There is such a high level of quality and commitment to craftsmanship in German knives that prove Germans are among the most prominent knife-makers in the world. As a result, German knives remain an indispensable ally in many versatile occasions. Whether for camping, hunting, survival in the wild, or just in the kitchen, German knives are a reliable assistant and a formidable tool and weapon.
Almost always said to be at par with the delicate, sophisticated Japanese knives, German knives are known to have characteristics unique to them. Qualities make them the prime choices of both regular and master chefs alike when it comes to everyday kitchen preparation. So, what are these characteristics that set them apart from the rest? Let’s Find out.
German knives’ blade is robust.
The first thing that you will ever notice from a German knife is that it is robust and has a masculine vibe. A regular German kitchen knife, for example, has a blade that looks a little bulky and rounded in the belly, allowing for easy cutting and chopping even through the tough stuff like chicken bones or a hard-skinned watermelon.
They are curvy and thick compared to other knives. The size gives the knife a curved geometry, allowing it to have a versatile function when cutting and slicing through different textures and surfaces. These blades are also pretty durable, making chefs undaunted to the risk of breaking and wearing off regardless of the abuse.
German knives are of superb hardier steel.
German knives are forged using stainless steel due to the material’s natural corrosion resistance properties, although not entirely. This steel must reach a certain hardness level measured in the Rockwell scale. For a German knife, the steel must have a Rockwell scale rating of 56-58.
Some German knives are also made of other materials like carbon steels, Crucible Particle Metallurgy (CPM) steels, and some alloy elements.
German knives have steeper angles and bevel.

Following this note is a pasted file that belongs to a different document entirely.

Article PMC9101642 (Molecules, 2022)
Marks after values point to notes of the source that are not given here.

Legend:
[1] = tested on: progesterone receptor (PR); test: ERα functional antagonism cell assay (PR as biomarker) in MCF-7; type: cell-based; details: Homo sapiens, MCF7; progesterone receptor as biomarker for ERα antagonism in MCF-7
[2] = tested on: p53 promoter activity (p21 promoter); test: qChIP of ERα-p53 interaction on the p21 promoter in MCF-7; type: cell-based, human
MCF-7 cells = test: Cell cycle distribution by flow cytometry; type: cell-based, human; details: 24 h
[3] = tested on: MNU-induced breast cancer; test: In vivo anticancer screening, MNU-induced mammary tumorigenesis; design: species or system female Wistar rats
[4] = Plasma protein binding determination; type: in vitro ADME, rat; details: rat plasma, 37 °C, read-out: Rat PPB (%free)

You can certainly tell whether a knife is German-made based on how its blade is sharpened and to what angle. German knives’ bevels are mostly in between 17-22 degrees in angle. The rise allows for easy cuts, primarily through hardier ingredients.
They are also sharpened on both sides in contrast with other knives – let’s say, a Japanese knife, where the blade is sharpened only on one side. Further, Japanese blades most likely have their bevels in the range of 12-17-degree angle.
Germans knives have full tangs.
The German knife’s blade extends fully into the handle, contributing to its overall weight, balance, and durability. In addition, German knives are distinguished by having full tangs that maintain the blades’ stability and integrity. Full tangs create a ‘oneness’ feel to the knife, and it doesn’t feel ‘detached’ when you use it for your cooking activities. It also inspires confidence when used since you know the blade won’t easily break from the handle when you chop off that sturdy lump of meat.
German knives have a superior bolster and handle
Top-notch German knives have prominent handles that you can never miss. Handles of German knives are shaped and contoured to enhance grip and reduce tension when handled for long periods. They are also designed to fit the general hand size, allowing for comfortable handling and more adaptable control of the knife’s movement.
The bolster, the part of the knife where the blade and handle of the knife meet, also stands out in a German knife; almost all German knives have a bolster. The bolster is designed to provide weight and balance between the knife’s blade and handle. It also adds protection to the fingers as it keeps them away from the edge.
For example, the Messermeister Oliva Elite kitchen knife features an exquisite, olive wood handle that is hand-forged to secure a balanced, ergonomic pinch grip. Its blade, bolster, and tang belong to one piece, impressively well-polished from the blade’s spine down to the bolster.
Good quality knives are our best allies outdoors and in the kitchen. When deciding to purchase your first kitchen knife, you learn what they are on the fundamental level and how they were crafted. German knives, for instance, are among the top-class blades that are worth throwing in some cash if we mean serious business in our kitchen.
Further, when we finally do purchase that quality blade, we can educate ourselves with the proper aftercare of these cutting and chopping tools to make sure they stay as sharp as when the first time we picked them up. Finally, always remember that it doesn’t matter how expensive our knife is; what matters most is how we use it and how long it stays usable.